Volume 541, May 2012
|Number of page(s)||8|
|Section||Interstellar and circumstellar matter|
|Published online||30 April 2012|
The Pipe Nebula as seen with Herschel: formation of filamentary structures by large-scale compression?⋆,⋆⋆
1 Laboratoire AIM, CEA/DSM-CNRS-Université Paris Diderot, IRFU service d’Astrophysique, C.E. Saclay, Orme des merisiers, 91191 Gif-sur-Yvette, France
2 Université de Toulouse, UPS, CESR, 9 avenue du colonel Roche, 31028 Toulouse Cedex 4, France
3 National Research Council of Canada, Herzberg Institute of Astrophysics, University of Victoria, Department of Physics and Astronomy, Victoria, Canada
4 INAF – Instituto Fisica Spazio Interplanetario, via Fosso del Cavaliere 100, 00133 Roma, Italy
5 School of Physics and Astronomy, Cardiff University, Queens Buildings, The Parade, Cardiff, CF243 AA, UK
6 Institut d’Astrophysique de Paris and Université Pierre et Marie Curie (UPMC), UMR 7095 CNRS, 98 boulevard Arago, 75014 Paris, France
7 ESO, Karl Schwarzschild str. 2, 85748 Garching bei Munchen, Germany
8 University of Central Lancashire, Jeremiah Horrocks Institute, PR12 HE, UK
9 Department of Physical Sciences, The Open University Milton Keynes MK7 6AA, England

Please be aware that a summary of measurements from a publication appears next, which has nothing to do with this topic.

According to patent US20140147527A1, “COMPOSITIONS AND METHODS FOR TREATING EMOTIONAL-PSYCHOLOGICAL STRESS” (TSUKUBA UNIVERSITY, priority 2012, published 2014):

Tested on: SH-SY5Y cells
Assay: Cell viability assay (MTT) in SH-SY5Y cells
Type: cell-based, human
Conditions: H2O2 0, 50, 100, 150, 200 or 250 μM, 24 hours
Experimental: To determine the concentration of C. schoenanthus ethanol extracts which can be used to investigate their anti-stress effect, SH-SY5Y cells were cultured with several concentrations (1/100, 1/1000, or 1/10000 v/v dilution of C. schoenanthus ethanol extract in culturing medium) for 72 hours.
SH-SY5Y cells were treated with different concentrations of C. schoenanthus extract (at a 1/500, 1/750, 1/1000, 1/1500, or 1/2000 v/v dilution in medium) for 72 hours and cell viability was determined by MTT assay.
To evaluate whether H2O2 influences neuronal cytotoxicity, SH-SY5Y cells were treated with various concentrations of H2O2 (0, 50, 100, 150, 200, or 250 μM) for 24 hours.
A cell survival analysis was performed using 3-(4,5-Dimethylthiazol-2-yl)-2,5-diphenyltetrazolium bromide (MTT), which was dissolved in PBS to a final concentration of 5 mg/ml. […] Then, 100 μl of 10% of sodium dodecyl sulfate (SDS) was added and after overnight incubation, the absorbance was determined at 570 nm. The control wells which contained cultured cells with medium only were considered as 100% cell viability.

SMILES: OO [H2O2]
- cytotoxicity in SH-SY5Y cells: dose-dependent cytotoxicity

10 RALSpace, The Rutherford Appleton Laboratory, Chilton, Didcot, OX11 0NL, England
11 Laboratoire d’Astrophysique de Marseille UMR6110, CNRS, Université de Provence, 38 rue F. Joliot-Curie, 13388 Marseille, France
Received: 16 December 2011
Accepted: 12 March 2012
A growing body of evidence indicates that the formation of filaments in interstellar clouds is a key component of the star formation process. In this paper, we present new Herschel-PACS and SPIRE observations of the B59 and Stem regions in the Pipe Nebula complex, revealing a rich, organized network of filaments. The asymmetric column density profiles observed for several filaments, along with the bow-like edge of B59, indicates that the Pipe Nebula is being compressed from its western side, most likely by the winds from the nearby Sco OB2 association. We suggest that this compressive flow has contributed to the formation of some of the observed filamentary structures. In B59, the only region of the entire Pipe complex showing star formation activity, the same compressive flow has likely enhanced the initial column density of the clump, allowing it to become globally gravitationally unstable. Although more speculative, we propose that gravity has also been responsible for shaping the converging filamentary pattern observed in B59. While the question of the relative impact of large-scale compression and gravity remains open in B59, large-scale compression appears to be a plausible mechanism for the initial formation of filamentary structures in the rest of the complex.
Key words: stars: formation / ISM: individual objects: Pipe Nebula / ISM: clouds / ISM: structure / ultraviolet: ISM
Herschel is an ESA space observatory with science instruments provided by European-led Principal Investigator consortia and with important participation from NASA.
Figures 5–9 are available in electronic form at http://www.aanda.org
© ESO, 2012
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